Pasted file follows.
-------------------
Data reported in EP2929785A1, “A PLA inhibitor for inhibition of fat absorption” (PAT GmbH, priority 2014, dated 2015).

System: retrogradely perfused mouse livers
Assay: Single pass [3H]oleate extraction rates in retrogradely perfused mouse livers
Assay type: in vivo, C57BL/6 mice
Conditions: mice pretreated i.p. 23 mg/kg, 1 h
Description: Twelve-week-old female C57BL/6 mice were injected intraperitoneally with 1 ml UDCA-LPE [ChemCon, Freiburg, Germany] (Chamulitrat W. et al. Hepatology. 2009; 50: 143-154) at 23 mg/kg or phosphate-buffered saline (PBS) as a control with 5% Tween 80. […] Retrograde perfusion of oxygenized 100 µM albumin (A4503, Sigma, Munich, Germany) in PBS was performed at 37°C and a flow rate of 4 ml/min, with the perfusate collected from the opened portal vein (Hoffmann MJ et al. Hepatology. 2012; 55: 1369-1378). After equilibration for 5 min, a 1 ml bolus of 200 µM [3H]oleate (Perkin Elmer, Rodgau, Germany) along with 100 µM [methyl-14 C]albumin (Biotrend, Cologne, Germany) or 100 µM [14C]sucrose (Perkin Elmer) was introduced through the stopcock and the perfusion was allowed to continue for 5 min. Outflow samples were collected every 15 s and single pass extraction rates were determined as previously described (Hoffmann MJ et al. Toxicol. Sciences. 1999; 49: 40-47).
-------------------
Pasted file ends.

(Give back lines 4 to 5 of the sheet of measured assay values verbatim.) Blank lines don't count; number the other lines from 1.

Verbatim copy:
Assay type: in vivo, C57BL/6 mice
Conditions: mice pretreated i.p. 23 mg/kg, 1 h